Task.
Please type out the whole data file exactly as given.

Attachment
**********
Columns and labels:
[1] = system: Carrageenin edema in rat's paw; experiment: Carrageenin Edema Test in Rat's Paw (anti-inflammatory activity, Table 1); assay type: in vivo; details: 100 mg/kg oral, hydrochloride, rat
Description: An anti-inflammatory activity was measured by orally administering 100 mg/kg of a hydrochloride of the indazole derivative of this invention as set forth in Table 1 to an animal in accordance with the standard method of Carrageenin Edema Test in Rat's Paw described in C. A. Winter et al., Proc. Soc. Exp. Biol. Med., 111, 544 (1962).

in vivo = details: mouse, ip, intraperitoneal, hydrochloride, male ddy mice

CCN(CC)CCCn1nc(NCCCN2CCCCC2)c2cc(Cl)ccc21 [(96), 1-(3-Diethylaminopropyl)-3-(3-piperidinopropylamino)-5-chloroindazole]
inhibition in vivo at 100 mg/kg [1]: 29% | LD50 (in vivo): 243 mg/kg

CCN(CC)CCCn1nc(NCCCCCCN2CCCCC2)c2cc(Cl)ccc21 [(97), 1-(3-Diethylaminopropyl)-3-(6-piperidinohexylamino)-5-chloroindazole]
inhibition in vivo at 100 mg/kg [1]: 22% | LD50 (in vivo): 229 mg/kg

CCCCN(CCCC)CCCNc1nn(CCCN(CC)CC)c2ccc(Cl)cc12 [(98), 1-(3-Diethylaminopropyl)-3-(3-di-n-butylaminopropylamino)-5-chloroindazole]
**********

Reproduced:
Columns and labels:
[1] = system: Carrageenin edema in rat's paw; experiment: Carrageenin Edema Test in Rat's Paw (anti-inflammatory activity, Table 1); assay type: in vivo; details: 100 mg/kg oral, hydrochloride, rat
Description: An anti-inflammatory activity was measured by orally administering 100 mg/kg of a hydrochloride of the indazole derivative of this invention as set forth in Table 1 to an animal in accordance with the standard method of Carrageenin Edema Test in Rat's Paw described in C. A. Winter et al., Proc. Soc. Exp. Biol. Med., 111, 544 (1962).

in vivo = details: mouse, ip, intraperitoneal, hydrochloride, male ddy mice

CCN(CC)CCCn1nc(NCCCN2CCCCC2)c2cc(Cl)ccc21 [(96), 1-(3-Diethylaminopropyl)-3-(3-piperidinopropylamino)-5-chloroindazole]
inhibition in vivo at 100 mg/kg [1]: 29% | LD50 (in vivo): 243 mg/kg

CCN(CC)CCCn1nc(NCCCCCCN2CCCCC2)c2cc(Cl)ccc21 [(97), 1-(3-Diethylaminopropyl)-3-(6-piperidinohexylamino)-5-chloroindazole]
inhibition in vivo at 100 mg/kg [1]: 22% | LD50 (in vivo): 229 mg/kg

CCCCN(CCCC)CCCNc1nn(CCCN(CC)CC)c2ccc(Cl)cc12 [(98), 1-(3-Diethylaminopropyl)-3-(3-di-n-butylaminopropylamino)-5-chloroindazole]